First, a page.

It’s A Sticking Point

| Brisbane, QLD, Australia | Employees, Health & Body

(I’m incredibly allergic to the adhesives used in medical tapes and stickies. I’ve just had a test where they monitor my heart with a portable ECG for 24 hours. They place sticky tabs all over my chest to attach wires. I had a really bad reaction to them. I’m at my cardiologist getting the results and talking about buying my own monitor.)

Me: “Will it need me to use more stickies?”

Cardiologist: “No, some of them let you just put your finger on them.”

Me: “Good because my skin got really burnt from the last ones.”

Cardiologist: “You need to tell them you are allergic.”

Me: “Why? They can’t do anything.”

Cardiologist: “They can use different stickies.”

Me: “Yeah, but I’m allergic to the adhesive not the sticky…”

Cardiologist: “Yep… No point telling them.”


Very Bad Reception, Part 18

| OK, USA | Employees, Ignoring & Inattentive

(I’m not the best at keeping track of things on the calendar. I realize that I have not booked an appointment to get my daughter’s follow up vaccines, so I call one morning.)

Me: “Hi, my daughter needs to get her booster shots. I’m afraid I’ve put this off by two months.”

Receptionist: “No problem. You can bring her in this morning.”

Me: “Oh! Perfect! Thanks! We’ll be in soon.”

(She takes my daughter’s name and info. I hung up and began to gather what we’d need for our time out of the house. Just as I reach the front door with diaper bag, book, and baby, the phone rings.)

Me: “Hello?”

Receptionist: “Hi. This is [Receptionist] from [Doctor’s Office].”

Me: “Yes?”

Receptionist: “I’m afraid your daughter won’t be able to get her booster shots on a walk-in basis today as she is two months past schedule.”

Me: “Oh, yes, I know we’re late. What should I do then?”

Receptionist: “You’ll have to call for an appointment.”

Me: “Can I make the appointment now?”

Receptionist: “No. You’ll have to call to make an appointment.”

Me: “Okay.”

(I hang up, look up the number (this was before caller ID), and call the doctor’s office.)

Receptionist: *same voice as before* “Hello, [Doctor’s Office]. [Receptionist] speaking. How can I help you?”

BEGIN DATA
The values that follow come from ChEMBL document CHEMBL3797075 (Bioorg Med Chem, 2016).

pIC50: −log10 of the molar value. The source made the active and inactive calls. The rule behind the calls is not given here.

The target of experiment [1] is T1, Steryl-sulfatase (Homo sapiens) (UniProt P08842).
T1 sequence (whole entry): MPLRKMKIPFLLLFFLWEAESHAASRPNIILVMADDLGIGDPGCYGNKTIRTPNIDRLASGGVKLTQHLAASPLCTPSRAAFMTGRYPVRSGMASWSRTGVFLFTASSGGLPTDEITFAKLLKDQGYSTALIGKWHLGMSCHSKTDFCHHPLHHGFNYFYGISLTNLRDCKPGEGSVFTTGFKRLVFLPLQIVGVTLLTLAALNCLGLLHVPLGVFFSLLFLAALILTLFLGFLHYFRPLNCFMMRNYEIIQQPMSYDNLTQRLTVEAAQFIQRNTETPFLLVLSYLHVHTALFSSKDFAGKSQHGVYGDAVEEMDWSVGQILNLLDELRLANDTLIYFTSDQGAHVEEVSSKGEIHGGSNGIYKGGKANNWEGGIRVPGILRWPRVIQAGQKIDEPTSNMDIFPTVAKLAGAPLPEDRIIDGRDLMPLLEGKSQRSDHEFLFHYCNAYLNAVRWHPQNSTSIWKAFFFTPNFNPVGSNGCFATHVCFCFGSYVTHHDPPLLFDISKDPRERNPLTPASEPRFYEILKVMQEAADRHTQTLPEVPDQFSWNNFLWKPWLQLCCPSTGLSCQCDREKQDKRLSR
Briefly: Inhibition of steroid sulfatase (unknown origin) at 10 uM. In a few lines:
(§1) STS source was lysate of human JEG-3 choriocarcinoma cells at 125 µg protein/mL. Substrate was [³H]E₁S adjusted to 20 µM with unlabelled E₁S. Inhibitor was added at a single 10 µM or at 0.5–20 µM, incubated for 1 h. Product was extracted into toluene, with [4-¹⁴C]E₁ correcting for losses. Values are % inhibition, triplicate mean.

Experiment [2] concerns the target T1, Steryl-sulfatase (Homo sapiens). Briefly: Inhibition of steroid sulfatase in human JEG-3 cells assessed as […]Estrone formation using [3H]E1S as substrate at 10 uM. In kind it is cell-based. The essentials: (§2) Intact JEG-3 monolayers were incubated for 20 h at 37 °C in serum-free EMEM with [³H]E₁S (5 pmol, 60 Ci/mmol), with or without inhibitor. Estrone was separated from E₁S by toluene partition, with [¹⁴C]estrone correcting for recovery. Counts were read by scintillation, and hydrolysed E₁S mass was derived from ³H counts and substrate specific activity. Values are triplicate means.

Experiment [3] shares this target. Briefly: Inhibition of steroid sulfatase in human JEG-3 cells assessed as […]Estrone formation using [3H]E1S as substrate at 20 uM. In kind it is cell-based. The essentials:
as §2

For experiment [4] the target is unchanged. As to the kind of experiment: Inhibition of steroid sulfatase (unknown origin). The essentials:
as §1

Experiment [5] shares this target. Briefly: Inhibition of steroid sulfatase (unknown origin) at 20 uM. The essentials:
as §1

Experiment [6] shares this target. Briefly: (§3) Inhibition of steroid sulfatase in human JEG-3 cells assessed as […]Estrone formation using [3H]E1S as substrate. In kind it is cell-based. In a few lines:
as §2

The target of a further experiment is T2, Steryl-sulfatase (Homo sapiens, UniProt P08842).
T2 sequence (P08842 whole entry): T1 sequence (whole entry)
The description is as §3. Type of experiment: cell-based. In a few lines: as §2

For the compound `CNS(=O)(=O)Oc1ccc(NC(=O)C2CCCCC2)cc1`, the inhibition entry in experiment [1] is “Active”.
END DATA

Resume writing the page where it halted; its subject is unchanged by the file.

Me: “Yeah, I’m calling to make an appointment for my daughter to get her booster shots.”

Receptionist: “Oh, you don’t need to call for that. She can get them as a walk in.”

Me: “No, I’ve put it off too long. I was told we’ll need an appointment.”

Receptionist: “No, you can just walk in.”

Me: “I was told by you that we’d need an appointment.”

Receptionist: “No, you can just walk in.”

Me: “You called me not three minutes ago saying we’d need an appointment.”

Receptionist: “No, you can just walk in.”

Me: “Okay, instead, I’ll be picking up my daughter’s medical records. We’ll be changing doctors. How soon can I get those?”

Receptionist: “Changing doctors? Why?”

Me: “Just please get the records together. I’ll pick them up in an hour.”

(We did change doctors. Sad, because I liked that one. But dealing with the receptionist was more than I could take.)

Very Bad Reception, Part 17
Very Bad Reception, Part 16
Very Bad Reception, Part 15


A Dizzying Number Of Doctors

| Portland, OR, USA | Employees, Health & Body, Ignoring & Inattentive

(After returning from a vacation in 2008, I had no equilibrium. I walked and felt like I was highly intoxicated. I felt a rocking sensation as if I were on a little boat on big waves, and the floor felt like a trampoline. I was dizzy and confused. After 2 months, the symptoms faded away. In 2009 and 2011, each after another trip, I had another episode. Doctors couldn’t figure out what was wrong and bounced me from otolaryngologist (or ENT: Ear Nose Throat doctor) to neurologist and back again. In 2012, I had another episode and saw a new neurologist, hoping to finally get some answers.)

Me: *after describing the bizarre symptoms* “…and my ear sensitivity tests and [other tests] have all come back normal. My ENT wanted me to see another neurologist and see if I might have Multiple Sclerosis.”